One of the things that was really interesting about the alterna-verse is that at least some of the characters seem to have some awareness that things aren’t right. Jack freaks out when the plane hits turbulence, while Rose is the calm one. Rose, in general, seemed to have a knowing look about her. Jack has some serious déjà-vu when Desmond introduces himself. After Jack saves Charlie’s life, Charlie tells him that Jack shouldn’t have saved him because he “was supposed to die."

The interactions between all our regular characters now thrown back into 2004 were truly a delight to watch. I loved Sayid being his typical badass self, helping Jack save Charlie by busting down the airplane bathroom door. I loved Sawyer warning Hurley not to brag about his lottery winnings, because people would take advantage of him. I loved that Sawyer had Kate’s back even before really getting to know her. As she tried to escape from the Marshal at LAX, she ran into Sawyer on an elevator. Sawyer noticed she was wearing handcuffs, and he helped her get out of the elevator without raising the suspicions of any of the other passengers, some of whom were law enforcement. It was fun to see Kate hijack Claire’s taxi as she continued her escape, since those two characters are so closely connected through Aaron. It was a bit shocking to see Sun and Jin go back to being the fractured remnants of a couple that they were at the beginning of the series. The difference was brought into especially sharp relief when Jin was detained by customs for not declaring some cash he had on hand, and Sun refused to speak English to help him out.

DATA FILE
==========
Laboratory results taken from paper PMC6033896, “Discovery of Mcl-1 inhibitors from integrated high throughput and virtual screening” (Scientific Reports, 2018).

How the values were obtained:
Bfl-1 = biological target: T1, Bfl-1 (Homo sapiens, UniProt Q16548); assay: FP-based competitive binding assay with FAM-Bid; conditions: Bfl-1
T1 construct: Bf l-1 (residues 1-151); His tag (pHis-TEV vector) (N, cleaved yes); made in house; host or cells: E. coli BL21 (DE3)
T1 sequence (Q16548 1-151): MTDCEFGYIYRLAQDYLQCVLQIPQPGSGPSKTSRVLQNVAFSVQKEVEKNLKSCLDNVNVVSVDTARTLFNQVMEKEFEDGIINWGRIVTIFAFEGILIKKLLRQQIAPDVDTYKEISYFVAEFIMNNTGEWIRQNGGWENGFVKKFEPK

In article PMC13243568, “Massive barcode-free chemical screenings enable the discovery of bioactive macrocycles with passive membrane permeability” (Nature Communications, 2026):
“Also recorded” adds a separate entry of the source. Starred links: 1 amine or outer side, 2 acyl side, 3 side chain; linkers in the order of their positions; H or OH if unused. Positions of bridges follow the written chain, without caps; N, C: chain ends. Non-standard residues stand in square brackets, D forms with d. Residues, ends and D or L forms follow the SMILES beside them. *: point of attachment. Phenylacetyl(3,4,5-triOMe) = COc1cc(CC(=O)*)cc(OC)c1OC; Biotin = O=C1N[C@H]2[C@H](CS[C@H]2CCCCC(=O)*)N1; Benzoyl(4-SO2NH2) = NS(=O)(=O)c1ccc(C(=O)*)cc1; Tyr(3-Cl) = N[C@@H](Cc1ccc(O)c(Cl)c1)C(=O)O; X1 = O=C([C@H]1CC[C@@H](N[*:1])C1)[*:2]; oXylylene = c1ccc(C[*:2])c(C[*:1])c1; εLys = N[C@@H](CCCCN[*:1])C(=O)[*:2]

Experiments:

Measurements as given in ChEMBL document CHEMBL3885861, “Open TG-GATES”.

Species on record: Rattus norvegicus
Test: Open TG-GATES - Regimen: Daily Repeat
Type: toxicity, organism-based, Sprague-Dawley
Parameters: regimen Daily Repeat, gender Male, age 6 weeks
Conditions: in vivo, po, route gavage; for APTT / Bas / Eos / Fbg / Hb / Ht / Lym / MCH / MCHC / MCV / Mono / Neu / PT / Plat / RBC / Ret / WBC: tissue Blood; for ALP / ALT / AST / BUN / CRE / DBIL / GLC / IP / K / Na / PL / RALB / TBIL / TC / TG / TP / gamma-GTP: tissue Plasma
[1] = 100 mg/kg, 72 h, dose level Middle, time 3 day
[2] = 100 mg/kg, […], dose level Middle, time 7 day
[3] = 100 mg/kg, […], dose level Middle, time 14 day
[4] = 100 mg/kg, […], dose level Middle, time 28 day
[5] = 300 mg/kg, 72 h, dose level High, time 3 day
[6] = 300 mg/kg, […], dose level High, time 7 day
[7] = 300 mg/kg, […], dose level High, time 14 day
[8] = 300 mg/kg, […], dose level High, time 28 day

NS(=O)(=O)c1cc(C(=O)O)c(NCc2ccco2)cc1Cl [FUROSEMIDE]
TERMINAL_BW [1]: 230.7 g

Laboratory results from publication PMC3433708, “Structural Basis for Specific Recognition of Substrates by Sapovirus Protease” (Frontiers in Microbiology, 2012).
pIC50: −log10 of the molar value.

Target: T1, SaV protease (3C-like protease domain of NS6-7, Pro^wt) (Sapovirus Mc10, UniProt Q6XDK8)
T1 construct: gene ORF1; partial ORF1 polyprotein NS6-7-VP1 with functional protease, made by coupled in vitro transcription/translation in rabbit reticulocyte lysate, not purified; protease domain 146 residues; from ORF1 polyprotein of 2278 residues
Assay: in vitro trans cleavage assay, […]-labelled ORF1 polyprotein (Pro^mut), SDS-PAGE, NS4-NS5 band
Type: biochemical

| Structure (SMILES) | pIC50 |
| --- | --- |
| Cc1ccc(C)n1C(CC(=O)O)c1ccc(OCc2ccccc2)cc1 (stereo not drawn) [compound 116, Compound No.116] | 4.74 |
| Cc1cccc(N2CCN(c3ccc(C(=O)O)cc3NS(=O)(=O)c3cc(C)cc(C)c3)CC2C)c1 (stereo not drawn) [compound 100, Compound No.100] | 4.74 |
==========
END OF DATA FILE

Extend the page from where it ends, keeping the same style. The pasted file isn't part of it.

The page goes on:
The crown jewel of the alterna-verse scenes, was, surprisingly, a scene between Locke and Jack. I am not the biggest fan of either character, but this scene was too stunning to ignore. Both characters are in the Oceanic Airlines office, dealing with lost luggage. Locke has lost his case of knives, and Jack has lost…his father’s corpse. Jack is irate, but Locke manages to calm him down, noting sagely that Oceanic didn’t lose Jack’s father, just his body. Jack asks, as a spinal surgeon, what happened to Locke and offers a free consult to see if there’s anything he can do to fix him. Locke says his condition is irreversible, but Jack isn’t so sure. The scene is poignant because Locke is more the wise soul that he was at the beginning of the series than the pathetic sap he was revealed to be by the end of his life. It’s also interesting to note that Jack, who was definitely the “Man of Science” when Oceanic 815 originally crashed, is willing to take things on faith when it comes to his ability to do his job.

While the alterna-verse scenes were more quiet and cerebral, the 2007 scenes were where a lot of the action and big reveals happened. The first transition to 2007 was actually quite jarring. Kate is randomly up in a tree, and the sound is distorted to match the distortion Kate herself is hearing following the explosion of Jughead. The gang quickly reassembles by the Swan, only it’s not the 1977 construction site anymore, it’s the big, post-failsafe key turning hole in the ground. They waste much of the first hour trying to save Juliet, who is still underneath a whole bunch of wreckage, but their efforts are in vain. She dies, and this time it sticks. I kind of wish the writers hadn’t made Juliet temporarily alive again. It kind of cheapened the very poignant goodbye between Sawyer and Juliet in last season’s finale. This was a kind-of-unnecessary rehash. What was interesting was that Miles, who can speak with the dead, listens to Juliet and tells Sawyer that Juliet said “it worked.”